Nero Di Marte - Immoto review




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Band: Nero Di Marte
Album: Immoto
Release date: January 2020


01. Sisyphos
02. L'arca
03. Immoto
04. Semicerchi
05. La Casa Del Diavolo
06. Irradia
07. La Fuga


Ambition is good, but it can also be dangerous if left unchecked.

Italy's Nero Di Marte (formerly Murder Therapy) made quite the impression on me with their first two records under their new moniker (the self-titled album in 2013 and Derivae in 2014), employing a unique brand of dissonant, atmospheric extreme progressive metal into which substantial post-metal elements were subsequently infused. Somewhere vaguely within the same sonic ballpark as Hacride and Ulcerate, but with perhaps a more melodic approach, Nero Di Marte left me eagerly awaiting more music after the release of two albums of such high quality in quick succession; however, 5 years came and went without anything tangible. Finally, Immoto has arrived, but unfortunately the old term "difficult third album" feels very applicable in this case, both with respect to the protracted wait and the quality of the finished product.

The vocal style employed on the previous records, whilst not being something one would describe as singing exactly, was a more tonal and less distorted approach than the vast majority of frontmen use when playing music of this intensity, and both fit nicely with the instrumentals whilst providing a surprising degree of accessibility to music that regularly featured dissonant extreme metal riffing. It would appear that in the years since Derivae's release, efforts have been taken on the part of vocalist Sean Worrell to improve his singing ability; however, I'm thoroughly unconvinced regarding the merits of the change in approach. The first few minutes of opening track "Sisyphos" feature theatrical vocal interjections, spoken word and sung, that fall somewhere between "flamboyant" and "histrionic", particularly when set to such disjointed music as opens this record. It's difficult to tell which aspect contributes more strongly to my negative opinion of this opening song; as much as I find the vocals to be offputting, the chaotic, chop-change instrumental backdrop, which features the dissonance of past efforts without any of the hookiness, atmosphere or other appealing characteristics, is arguably even more headache-inducing. It's possible that this song (and album) will appeal to those with a more avant-garde taste in music than myself, and I appreciate the band wanting to try out new things and push their sound to the limits, but after such a long wait, I'm struggling to think of any way they could've more effectively reduced my expectations for the rest of Immoto than by opening with "Sisyphos".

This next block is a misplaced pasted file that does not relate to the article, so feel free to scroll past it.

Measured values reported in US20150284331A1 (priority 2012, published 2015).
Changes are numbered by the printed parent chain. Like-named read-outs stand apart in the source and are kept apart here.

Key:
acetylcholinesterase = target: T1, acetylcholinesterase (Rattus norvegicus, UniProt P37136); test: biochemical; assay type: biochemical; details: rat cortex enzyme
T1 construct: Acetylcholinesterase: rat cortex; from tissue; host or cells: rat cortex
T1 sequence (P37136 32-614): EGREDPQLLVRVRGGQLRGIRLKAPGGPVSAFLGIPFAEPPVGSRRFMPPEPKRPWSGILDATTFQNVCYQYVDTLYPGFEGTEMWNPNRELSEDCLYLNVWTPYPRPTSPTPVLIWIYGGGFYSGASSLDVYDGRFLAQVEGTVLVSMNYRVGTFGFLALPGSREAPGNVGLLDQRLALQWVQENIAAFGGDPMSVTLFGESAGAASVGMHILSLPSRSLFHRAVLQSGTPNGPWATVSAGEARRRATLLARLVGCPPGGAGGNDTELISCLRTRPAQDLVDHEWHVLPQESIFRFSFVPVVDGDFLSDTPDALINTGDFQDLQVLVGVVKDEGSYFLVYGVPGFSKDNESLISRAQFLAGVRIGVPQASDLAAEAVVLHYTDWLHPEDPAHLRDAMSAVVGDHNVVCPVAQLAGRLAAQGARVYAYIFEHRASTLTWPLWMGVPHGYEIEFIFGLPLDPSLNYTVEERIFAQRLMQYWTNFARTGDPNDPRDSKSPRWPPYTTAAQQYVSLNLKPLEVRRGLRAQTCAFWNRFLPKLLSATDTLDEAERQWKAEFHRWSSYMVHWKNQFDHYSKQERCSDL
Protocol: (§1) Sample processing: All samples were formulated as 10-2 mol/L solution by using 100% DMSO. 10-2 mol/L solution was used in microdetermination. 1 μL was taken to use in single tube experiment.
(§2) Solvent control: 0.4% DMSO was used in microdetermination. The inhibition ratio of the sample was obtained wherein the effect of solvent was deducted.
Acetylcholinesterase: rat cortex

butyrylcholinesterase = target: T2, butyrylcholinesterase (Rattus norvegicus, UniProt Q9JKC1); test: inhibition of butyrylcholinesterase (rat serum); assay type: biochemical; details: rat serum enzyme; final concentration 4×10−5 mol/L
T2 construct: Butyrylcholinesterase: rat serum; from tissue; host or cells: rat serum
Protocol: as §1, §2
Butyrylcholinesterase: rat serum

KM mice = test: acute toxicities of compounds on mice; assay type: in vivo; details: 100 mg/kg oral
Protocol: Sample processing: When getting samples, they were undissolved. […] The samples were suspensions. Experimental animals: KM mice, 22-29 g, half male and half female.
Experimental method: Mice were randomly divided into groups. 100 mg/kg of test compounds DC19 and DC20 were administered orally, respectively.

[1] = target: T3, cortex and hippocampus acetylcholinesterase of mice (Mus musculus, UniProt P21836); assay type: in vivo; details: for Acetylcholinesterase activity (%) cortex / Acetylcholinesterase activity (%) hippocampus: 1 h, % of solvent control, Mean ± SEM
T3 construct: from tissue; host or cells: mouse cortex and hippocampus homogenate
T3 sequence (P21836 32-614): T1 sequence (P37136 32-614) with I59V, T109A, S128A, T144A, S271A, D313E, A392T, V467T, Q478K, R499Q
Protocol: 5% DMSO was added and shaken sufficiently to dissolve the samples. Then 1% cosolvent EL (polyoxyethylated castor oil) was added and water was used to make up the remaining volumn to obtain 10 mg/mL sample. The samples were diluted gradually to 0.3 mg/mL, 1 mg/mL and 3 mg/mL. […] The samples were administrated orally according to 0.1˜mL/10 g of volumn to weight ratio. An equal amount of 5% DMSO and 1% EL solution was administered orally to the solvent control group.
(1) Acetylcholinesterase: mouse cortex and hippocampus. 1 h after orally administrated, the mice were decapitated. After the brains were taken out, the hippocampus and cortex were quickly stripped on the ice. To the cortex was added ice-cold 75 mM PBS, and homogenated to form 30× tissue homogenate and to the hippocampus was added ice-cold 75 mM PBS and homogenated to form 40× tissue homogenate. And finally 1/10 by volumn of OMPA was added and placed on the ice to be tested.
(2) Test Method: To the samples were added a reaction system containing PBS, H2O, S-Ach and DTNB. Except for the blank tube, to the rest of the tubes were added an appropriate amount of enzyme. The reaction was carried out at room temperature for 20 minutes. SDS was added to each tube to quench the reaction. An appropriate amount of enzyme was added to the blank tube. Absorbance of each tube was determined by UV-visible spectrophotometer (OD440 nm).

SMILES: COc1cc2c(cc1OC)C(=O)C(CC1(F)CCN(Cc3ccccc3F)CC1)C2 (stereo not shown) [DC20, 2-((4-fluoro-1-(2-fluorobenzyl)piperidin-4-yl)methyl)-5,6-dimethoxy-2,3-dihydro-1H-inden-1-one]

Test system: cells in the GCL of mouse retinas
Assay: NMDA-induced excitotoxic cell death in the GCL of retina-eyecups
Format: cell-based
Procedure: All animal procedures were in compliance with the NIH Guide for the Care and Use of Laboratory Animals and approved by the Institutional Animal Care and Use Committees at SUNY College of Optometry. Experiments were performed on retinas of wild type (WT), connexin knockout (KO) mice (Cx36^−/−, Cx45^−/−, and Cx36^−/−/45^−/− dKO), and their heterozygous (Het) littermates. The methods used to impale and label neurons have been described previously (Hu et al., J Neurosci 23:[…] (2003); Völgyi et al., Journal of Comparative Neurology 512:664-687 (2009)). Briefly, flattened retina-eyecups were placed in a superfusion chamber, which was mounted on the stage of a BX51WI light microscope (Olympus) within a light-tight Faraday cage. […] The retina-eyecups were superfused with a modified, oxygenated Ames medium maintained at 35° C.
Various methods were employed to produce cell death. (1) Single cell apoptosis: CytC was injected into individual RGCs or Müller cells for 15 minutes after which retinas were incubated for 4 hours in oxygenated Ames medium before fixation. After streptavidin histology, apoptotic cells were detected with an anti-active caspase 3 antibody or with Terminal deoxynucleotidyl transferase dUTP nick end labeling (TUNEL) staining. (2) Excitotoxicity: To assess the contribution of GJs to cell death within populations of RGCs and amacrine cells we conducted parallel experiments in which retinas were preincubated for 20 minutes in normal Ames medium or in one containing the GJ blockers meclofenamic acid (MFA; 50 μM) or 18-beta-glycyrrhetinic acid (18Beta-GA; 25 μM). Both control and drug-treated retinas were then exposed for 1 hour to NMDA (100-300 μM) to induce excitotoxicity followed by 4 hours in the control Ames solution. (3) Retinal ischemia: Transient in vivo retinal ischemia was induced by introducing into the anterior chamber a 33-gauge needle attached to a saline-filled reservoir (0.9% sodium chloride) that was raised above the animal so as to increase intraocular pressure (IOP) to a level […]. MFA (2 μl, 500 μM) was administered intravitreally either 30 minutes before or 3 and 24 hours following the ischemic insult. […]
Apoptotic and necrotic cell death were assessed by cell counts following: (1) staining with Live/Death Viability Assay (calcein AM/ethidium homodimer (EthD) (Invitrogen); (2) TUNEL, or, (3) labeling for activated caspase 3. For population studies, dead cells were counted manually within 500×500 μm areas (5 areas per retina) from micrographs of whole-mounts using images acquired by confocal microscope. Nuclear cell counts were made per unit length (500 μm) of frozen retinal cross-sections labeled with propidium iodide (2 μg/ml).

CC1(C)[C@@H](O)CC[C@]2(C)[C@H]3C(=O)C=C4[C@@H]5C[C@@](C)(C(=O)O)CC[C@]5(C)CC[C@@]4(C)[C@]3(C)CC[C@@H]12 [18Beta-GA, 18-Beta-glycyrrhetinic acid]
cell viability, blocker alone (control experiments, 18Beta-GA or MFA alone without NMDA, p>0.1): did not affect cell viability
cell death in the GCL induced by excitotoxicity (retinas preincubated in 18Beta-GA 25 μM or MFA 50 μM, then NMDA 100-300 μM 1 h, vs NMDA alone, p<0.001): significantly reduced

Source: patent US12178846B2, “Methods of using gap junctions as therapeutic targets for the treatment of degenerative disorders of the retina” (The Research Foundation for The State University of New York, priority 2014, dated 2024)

Mercifully, the beginning of "L'Arca" begins to wash away some of this bad taste, with its moody, atmospheric build-up; however, during both this build-up and the more aggressive riffing that follows, the theatrical semi-singing that has been opted for this time around still does not work for me. Compared with the more restrained approach used on their more melodic efforts on previous albums, most notably "Time Dissolves", the attempts at vocal melodies are less hooky, and the strained tone feels like it's trying too hard to be emotionally evocative. There are times in the album where I enjoy the vocals, but considering how positively I've felt about them on past records, it's genuinely saddening how much and how regularly they irritate me throughout Immoto.